Supported Employment

Supported employment is strongly focused on possibilities through assistance provided to individuals depending on their specific needs and holding consultations with employers

According to the European Union definition supported employment is:
„Providing support and assistance to people with disabilities or other vulnerable groups so as to enable them to retain their jobs on the open labour market."

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Despite the enactment of regulations and measures designed to raise the equality of people with intellectual difficulties, Bulgaria still lacks effective and working programmes for supported employment and job brokerage services for disabled job seekers. Finding work is a major challenge, particularly for young people with intellectual difficulties. Social stigma is still pervasive and is the main reason for their isolation and the infringement of their basic human rights, including the right to work. In Bulgaria, people with intellectual difficulties are still perceived as being unable to lead a ‘normal’ life and of little use to society in general. The representatives of this group often spend their time on their own or within their immediate families, without any meaningful occupation, full-bodies social contacts or choice as regards the development of their potential.

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In 2014, the Day Care Centre held a series of trainings with experts from De Pasarel Bulgaria and De Pasarel Netherlands on Supported employment for people with intellectual difficulties. The Dutch experts familiarised the team members with the main elements, rules and requirements for this specific type of employment and the functions of job brokers. The profiles of clients who are willing to work and have a partial potential to develop their skills in this areas were reviewed. Attention was paid inter alia to communication with parents on how parents can support their children develop working skills and integrate in the labour market as they grow up.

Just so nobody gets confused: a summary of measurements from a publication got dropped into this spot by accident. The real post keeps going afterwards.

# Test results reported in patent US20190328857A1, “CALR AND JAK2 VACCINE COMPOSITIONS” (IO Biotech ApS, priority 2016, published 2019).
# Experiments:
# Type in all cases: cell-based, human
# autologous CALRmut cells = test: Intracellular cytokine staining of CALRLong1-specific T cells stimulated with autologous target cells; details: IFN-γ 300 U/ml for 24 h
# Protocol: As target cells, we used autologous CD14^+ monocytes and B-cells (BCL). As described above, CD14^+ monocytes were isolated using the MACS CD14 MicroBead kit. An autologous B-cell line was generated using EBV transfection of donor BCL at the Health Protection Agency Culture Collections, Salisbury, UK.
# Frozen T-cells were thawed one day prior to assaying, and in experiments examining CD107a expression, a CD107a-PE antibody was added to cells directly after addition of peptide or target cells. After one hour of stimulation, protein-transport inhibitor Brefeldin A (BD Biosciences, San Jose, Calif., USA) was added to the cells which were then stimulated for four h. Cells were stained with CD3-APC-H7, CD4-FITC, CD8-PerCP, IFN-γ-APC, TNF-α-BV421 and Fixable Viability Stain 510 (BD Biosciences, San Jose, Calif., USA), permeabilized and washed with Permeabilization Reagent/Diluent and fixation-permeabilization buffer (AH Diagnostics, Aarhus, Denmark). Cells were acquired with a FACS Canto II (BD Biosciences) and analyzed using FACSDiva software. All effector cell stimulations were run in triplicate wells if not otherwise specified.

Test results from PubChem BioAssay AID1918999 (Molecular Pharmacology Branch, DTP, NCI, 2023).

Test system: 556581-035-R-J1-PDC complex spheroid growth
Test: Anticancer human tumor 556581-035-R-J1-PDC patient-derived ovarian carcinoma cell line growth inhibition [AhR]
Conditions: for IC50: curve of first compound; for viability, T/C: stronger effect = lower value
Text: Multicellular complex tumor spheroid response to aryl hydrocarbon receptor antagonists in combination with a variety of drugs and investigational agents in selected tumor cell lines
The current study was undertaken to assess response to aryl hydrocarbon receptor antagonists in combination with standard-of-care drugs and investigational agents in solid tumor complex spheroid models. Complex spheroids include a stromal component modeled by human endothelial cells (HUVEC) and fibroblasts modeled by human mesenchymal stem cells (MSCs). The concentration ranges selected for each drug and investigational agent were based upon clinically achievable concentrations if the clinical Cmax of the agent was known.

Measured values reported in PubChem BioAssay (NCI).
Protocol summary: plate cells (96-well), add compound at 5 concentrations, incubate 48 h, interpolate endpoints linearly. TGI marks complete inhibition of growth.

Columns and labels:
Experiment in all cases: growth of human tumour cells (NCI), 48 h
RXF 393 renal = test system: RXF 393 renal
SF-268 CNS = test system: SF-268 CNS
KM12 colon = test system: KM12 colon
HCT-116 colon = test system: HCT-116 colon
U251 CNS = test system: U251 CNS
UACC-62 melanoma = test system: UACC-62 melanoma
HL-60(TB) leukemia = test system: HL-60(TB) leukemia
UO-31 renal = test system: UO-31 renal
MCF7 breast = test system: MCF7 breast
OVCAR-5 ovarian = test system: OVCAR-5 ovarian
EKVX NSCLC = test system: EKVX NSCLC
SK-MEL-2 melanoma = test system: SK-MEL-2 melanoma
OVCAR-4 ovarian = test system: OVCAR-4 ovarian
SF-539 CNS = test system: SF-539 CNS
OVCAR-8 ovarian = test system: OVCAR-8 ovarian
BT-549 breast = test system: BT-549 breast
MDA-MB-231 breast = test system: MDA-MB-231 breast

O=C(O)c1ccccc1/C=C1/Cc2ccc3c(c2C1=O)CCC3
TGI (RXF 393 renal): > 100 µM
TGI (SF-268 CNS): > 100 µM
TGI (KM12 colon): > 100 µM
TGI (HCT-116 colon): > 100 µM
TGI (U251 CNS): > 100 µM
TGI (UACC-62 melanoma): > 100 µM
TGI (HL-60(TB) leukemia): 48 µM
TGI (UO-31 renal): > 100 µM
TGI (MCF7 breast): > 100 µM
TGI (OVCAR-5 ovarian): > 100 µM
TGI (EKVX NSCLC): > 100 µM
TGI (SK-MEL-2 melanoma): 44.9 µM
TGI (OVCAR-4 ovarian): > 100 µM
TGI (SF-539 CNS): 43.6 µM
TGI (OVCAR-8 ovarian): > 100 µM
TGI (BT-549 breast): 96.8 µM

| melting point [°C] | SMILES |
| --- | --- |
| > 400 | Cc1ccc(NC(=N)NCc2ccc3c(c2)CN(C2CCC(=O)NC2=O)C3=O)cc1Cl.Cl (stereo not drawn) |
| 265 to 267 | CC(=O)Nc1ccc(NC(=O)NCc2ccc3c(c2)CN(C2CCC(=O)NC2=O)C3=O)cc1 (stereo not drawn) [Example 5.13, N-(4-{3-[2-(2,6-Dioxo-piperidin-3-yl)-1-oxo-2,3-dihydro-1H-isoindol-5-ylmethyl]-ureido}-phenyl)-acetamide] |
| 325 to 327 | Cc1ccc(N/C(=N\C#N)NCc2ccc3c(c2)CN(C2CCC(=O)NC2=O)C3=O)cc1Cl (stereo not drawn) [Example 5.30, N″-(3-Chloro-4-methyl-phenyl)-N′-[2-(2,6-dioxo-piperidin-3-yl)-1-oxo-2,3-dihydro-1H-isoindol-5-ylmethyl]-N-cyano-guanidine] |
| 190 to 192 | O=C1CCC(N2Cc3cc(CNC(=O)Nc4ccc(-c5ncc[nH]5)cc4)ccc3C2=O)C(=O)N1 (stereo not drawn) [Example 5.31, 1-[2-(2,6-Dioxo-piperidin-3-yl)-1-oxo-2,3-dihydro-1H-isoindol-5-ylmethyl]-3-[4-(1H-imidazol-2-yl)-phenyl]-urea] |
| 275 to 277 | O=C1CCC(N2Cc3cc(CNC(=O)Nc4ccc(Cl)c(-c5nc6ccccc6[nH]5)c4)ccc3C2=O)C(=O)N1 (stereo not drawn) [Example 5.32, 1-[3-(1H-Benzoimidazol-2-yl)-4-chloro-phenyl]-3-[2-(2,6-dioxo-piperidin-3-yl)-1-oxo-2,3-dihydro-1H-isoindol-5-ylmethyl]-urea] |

The Foundation and De Pasarel Bulgaria teamed up to hold two Master Classes for social services professionals dedicated to Communication with Parents and Supported Employment.

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The values and principles underlying supported employment are fully in line with the idea of being able to make independent decisions, social inclusion, protection of personal dignity and respect for other people.
In the context of supported employment these ideas can be further developed into guiding values and principles underlying all stages and activities performed. These are:

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Supported employment is a dynamic process driven by the individual needs of job seekers. A process comprising five stages, known as the European model of good practices, has been developed, which can be used as a framework for supported employment. During each of the five stages a vast array of activities—some of which designed solely for people with disabilities whilst others for all vulnerable groups—are carried out. Service providers must observe timeframes at all stages and during all activities as they are responsible for any time lost by their clients.

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